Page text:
LONDON — They came out of charity. They left with booming record sales.
The galaxy of rock stars who took part in Live 8 concerts on Saturday to help beat the curse of poverty have seen their discs fly off the shelves in British music stores -- a case of bank balances as well as consciences winning out.
Live 8’s main cause, making poverty history, also benefited though, after the London performance of Beatles classic “Sgt. Pepper’s Lonely Hearts Club Band” was released over the Internet with all proceeds going to the campaign.
According to HMV, one of Britain’s main record retailers with 200 stores nationwide, Pink Floyd’s “Echoes” album posted a staggering 1,343 percent increase in sales on Sunday compared with the same day a week ago.
The band re-formed for the Live 8 concert in London’s Hyde Park, where they joined pop legends Paul McCartney, Madonna, U2 and Elton John among others in front of 200,000 people.
“Even allowing for the relative nature of this exercise ... this snapshot still shows that the Live 8 concert is having a marked effect on sales of featured artist recordings,” said Gennaro Castaldo, spokesman for the HMV chain.
He stressed that the increase for Pink Floyd and other acts appearing in Hyde Park was partly due to the low number of records sold on Sunday, June 26. Total sales of “Echoes” on Sunday, July 3, the day after Live 8, were approaching 1,000.
Next came The Who’s “Then & Now”, with an increase of 863 percent, Annie Lennox’s “Eurythmics Greatest Hits” (500 percent) and Dido’s “Life For Rent” (412 percent).
Coldplay’s “X&Y”, which has stormed the charts in Britain and the United States, registered one of the smallest increases out of the London Live 8 acts at just three percent.
But according to HMV, the band still sold the highest number of records at more than 2,800.
Except for ...
The only Live 8 performer to have clocked a drop in sales was Pete Doherty. His former group the Libertines saw sales of their “Up the Bracket” album drop by 35 percent.
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Doherty’s performance was singled out by the British media as one of the worst of the nine-hour Hyde Park music marathon.
The Mirror tabloid called his duet with Elton John “shambolic,” and people at the gig said he struggled with the words of “Children of the Revolution” and looked unsteady on his feet.
Record label Universal Music Group released online “Sgt. Pepper”, sung by McCartney and U2 at the opening of the Hyde Park gig, within minutes of the performance.
A spokesman for Universal said it was already the number one track on the iTunes online music service in Britain, Canada, Germany, the Netherlands, Italy and Belgium. No outright sales figures were available on Monday. Proceeds go to Live 8.
The closing London Live 8 song, another Beatles classic “Hey Jude”, has also been put online.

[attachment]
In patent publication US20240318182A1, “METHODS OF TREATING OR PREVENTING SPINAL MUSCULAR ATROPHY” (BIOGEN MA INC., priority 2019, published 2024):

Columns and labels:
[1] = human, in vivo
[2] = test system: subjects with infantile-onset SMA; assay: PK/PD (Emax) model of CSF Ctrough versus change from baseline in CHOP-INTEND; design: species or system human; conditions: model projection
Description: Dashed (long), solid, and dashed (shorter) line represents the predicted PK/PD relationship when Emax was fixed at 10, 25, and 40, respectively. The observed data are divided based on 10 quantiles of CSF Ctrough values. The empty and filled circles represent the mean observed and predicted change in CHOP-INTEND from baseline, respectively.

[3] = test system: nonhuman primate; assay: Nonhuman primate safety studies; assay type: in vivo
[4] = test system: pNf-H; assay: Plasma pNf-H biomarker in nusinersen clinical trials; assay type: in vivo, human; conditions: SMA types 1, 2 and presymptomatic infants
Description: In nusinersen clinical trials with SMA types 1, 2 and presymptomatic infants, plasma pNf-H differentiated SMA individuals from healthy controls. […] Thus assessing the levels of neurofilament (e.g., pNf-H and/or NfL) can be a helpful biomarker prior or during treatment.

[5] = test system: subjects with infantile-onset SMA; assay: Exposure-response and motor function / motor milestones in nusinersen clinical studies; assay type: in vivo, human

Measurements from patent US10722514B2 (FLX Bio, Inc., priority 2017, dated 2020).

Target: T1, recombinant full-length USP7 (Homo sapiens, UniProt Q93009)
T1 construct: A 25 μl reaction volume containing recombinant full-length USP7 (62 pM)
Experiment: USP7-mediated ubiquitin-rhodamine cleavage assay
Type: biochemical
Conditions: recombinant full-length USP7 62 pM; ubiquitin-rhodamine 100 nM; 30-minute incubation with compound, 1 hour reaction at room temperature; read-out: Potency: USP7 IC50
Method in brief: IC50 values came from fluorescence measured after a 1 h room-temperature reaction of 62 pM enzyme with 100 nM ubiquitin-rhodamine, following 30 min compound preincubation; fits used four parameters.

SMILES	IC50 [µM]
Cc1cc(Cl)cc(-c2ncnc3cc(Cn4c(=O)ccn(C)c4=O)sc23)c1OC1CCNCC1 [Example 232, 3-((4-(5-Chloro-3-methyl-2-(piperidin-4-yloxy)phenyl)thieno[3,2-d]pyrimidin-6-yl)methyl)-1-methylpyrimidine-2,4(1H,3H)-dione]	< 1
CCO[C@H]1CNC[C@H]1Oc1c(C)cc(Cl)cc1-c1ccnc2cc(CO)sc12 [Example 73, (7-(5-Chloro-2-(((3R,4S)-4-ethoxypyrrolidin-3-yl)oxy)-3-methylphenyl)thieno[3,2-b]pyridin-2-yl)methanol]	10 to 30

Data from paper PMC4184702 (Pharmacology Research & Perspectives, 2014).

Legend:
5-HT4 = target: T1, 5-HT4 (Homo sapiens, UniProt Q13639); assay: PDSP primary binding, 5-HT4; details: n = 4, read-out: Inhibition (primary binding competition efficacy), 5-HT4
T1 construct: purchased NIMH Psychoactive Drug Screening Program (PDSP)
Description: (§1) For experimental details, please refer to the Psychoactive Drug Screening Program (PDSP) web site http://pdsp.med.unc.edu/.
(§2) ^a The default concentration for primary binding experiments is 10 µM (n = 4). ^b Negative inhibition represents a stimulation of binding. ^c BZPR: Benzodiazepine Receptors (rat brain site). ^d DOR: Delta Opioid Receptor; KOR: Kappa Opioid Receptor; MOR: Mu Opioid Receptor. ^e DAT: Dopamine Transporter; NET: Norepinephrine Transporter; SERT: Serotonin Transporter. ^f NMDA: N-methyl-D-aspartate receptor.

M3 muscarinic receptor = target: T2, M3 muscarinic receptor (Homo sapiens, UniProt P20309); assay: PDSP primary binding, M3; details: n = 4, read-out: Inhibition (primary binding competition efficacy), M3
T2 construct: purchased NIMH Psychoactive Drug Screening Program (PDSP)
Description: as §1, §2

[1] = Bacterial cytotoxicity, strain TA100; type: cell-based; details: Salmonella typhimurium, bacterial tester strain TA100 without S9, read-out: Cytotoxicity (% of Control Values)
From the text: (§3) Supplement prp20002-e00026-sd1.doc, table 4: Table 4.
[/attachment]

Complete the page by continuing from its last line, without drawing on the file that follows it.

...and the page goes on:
EBay videos pulled
Meanwhile, auction site eBay said on Tuesday it had begun removing illegal DVD copies of the Live 8 poverty awareness pop concerts from its Web site, after the record industry complained.
Some of the pirate recordings on the site early on Tuesday were on sale within 24 hours of Saturday’s concerts ending, and have been attracting bids of up to $31 each.
One of them boasts footage from huge concerts in London’s Hyde Park and Philadelphia.
Ten concerts took place in all, from Tokyo in the east to near Toronto in the west, and more than a million people turned up to see the greatest line-up of rock stars ever assembled.
While the concerts were free, British media said record company EMI paid millions of pounds for the rights to release the official DVD of the event, which Bob Geldof organized to put pressure on world leaders to do more to beat poverty.
“There are too many people out there who believe music is for stealing, regardless of the wishes of artists and the people who invest in them,” said David Martin, director of anti-piracy at the British Phonographic Industry.
In the United States, at least, online viewing of the Live 8 concerts outpaced network TV. ABC’s two-hour highlights special from the Live 8 concerts drew just 2.9 million viewers Saturday, according to preliminary estimates from Nielsen Media Research, far fewer than the 5 million users who logged on for AOL’s free live video streaming coverage.
The London and Philadelphia concerts also were carried earlier in the day on MTV and VH1, but the cable networks said ratings for the VJ-heavy broadcasts would not be available until Wednesday.
ABC’s 8-10 p.m. special featured such heavy hitters as Paul McCartney, U2, the Who, Pink Floyd, Tim McGraw, Green Day, and Coldplay. But some of the performances were truncated, and naughty words were bleeped.
AOL’s coverage exceeded expectations and brought in about 5 million users from roughly 11 a.m.-7 p.m. EDT. At its peak, AOL delivered 175,000 concurrent video streams of the concerts, according to an AOL spokeswoman.
Worldwide, the broadcasts of the 10 concerts garnered a combined television audience of some 3 billion viewers, organizer Bob Geldof claimed Monday.
Reuters and The Hollywood Reporter contributed to this report.